The format was elegy, which use elegiac couplets. I actually tried to stick to these but I’m not very good at picking apart stressed vs. unstressed syllables so I doubt I got it write.

The device was enumeration using and / or etc. conjunctions to create lists, which I have tried to do in the shorter pentameter verses.

Picture was taken at a street market in soho london last year.

A Coastal Harbour Town in Scotland


Fishing boats in wait,
Metal clangs, a seagull calls,
But otherwise still,

Fishermen resting
In cottages, a respite,
From the cold hard seas,

Wire mesh, wooden slats,
Lobster pots piled by the side,
Waiting for their bait,

A visitor walks,
Taking photos, fingers numb,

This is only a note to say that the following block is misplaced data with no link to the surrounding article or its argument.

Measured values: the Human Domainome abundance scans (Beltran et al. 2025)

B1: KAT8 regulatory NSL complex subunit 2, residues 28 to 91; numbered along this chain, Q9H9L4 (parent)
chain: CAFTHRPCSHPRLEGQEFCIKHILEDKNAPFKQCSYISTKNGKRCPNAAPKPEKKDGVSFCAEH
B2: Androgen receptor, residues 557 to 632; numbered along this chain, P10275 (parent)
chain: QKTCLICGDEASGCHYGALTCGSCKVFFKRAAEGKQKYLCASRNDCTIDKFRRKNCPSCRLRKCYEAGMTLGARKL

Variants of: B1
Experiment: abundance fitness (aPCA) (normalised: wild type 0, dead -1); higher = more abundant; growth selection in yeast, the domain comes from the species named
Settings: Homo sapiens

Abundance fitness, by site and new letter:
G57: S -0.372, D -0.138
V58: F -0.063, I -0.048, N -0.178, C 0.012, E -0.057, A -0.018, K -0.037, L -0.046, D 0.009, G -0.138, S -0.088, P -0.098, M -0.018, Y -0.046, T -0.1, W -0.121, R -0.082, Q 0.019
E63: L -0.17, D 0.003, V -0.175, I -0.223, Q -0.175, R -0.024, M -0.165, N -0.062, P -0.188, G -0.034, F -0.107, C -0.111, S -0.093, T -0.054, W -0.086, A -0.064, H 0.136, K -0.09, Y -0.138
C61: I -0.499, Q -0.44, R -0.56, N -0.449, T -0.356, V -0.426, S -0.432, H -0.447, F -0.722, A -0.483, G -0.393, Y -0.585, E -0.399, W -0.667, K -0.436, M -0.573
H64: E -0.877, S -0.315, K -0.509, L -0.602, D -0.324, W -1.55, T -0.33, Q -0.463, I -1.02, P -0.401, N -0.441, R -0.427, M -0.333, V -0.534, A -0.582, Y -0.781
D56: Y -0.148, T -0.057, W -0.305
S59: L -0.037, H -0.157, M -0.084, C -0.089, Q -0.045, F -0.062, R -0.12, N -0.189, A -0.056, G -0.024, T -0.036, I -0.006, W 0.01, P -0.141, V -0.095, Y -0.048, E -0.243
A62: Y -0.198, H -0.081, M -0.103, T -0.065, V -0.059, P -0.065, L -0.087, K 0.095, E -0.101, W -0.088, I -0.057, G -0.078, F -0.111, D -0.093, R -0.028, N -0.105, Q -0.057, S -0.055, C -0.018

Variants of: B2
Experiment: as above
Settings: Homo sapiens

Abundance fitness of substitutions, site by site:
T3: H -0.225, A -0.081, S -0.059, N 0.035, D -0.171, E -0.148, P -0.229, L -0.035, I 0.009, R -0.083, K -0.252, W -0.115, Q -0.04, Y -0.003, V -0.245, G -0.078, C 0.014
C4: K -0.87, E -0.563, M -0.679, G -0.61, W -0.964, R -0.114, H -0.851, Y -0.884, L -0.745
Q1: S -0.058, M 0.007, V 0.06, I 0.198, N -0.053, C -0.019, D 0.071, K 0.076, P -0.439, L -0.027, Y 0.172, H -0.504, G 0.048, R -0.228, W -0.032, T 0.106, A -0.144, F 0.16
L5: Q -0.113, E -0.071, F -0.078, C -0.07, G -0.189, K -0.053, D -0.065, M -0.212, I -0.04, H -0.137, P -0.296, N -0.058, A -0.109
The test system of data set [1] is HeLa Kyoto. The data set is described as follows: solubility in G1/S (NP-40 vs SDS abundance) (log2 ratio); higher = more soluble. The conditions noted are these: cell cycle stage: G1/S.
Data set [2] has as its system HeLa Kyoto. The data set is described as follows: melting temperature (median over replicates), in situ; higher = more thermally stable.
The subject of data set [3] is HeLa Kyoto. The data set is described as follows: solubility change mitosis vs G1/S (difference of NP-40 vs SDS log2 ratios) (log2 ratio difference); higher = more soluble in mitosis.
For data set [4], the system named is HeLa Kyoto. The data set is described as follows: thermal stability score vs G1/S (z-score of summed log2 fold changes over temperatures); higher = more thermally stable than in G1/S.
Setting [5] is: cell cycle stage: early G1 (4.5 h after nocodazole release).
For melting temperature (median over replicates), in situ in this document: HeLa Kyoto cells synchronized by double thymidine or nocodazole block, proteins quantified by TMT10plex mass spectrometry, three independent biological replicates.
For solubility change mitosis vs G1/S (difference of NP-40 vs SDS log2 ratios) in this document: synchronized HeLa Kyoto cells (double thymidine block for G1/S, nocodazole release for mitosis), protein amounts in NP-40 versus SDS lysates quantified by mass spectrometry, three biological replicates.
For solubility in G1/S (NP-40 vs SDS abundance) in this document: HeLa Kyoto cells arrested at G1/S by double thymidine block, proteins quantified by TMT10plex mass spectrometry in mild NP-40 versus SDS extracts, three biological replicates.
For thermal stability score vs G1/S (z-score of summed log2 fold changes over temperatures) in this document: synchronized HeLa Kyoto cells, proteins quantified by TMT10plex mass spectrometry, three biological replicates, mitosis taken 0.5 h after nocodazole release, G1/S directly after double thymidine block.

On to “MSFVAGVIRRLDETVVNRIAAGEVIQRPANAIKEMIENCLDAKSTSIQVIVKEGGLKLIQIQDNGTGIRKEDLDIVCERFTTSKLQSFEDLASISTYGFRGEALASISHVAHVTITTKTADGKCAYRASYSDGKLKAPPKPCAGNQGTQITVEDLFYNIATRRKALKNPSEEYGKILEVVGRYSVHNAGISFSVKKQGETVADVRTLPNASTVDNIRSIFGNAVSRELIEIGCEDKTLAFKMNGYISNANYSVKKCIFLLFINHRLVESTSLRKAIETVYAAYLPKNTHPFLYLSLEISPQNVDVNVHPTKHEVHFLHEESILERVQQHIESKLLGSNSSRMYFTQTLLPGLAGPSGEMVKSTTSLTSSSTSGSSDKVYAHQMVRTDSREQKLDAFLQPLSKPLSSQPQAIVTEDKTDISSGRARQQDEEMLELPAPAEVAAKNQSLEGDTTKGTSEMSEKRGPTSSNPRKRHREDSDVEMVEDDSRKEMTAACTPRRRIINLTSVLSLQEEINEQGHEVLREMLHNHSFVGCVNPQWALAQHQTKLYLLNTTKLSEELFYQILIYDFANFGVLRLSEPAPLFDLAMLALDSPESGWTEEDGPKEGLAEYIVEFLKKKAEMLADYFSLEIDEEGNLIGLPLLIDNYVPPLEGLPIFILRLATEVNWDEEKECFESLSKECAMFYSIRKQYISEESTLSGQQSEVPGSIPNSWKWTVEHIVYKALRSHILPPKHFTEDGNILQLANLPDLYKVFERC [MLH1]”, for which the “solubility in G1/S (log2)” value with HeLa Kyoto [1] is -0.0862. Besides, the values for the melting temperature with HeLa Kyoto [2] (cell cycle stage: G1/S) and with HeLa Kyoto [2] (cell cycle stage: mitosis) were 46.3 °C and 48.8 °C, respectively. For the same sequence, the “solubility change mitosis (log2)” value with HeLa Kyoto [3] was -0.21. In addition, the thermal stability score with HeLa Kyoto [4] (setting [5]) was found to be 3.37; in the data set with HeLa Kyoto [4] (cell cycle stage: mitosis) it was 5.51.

Scotland’s winter coast


These are a few photographs I took in Anstruther; a small former fishing village on the East Coast of Scotland. They were taken last winter, it was super cold and my fingers were numb holding the camera 🙂

Nomadic – Writing 201

Nomadic, that’s my habit,
Never in one place, that’s my taste,
Mario running from a koopa shell,
Never afraid, just need my space,

No static, life is dramatic,
Had a childhood home, but not for so long,
Like a fable, hardly remember the dinner table,
Now, alone like a high flying drone, nowhere to belong,

Nosy neighbours, and small minded drama,
Social welfare, socially they just don’t care,
I wanna fly away; like an angry bird,
Don’t need no neighbourhood, they never treated me fair,

On the move, you know my groove,
Collecting passport stamps, that’s my jam,
Travels beauty, a call of duty,
What you got ‘no hood’? don’t worry that’s my life plan,

“Ain’t no sunshine when your gone”,
^^ Cause I take it with me,
Like zelda searching for my princess,
Never rest that’s my life’s test,

But travel ain’t always rosy or cosy,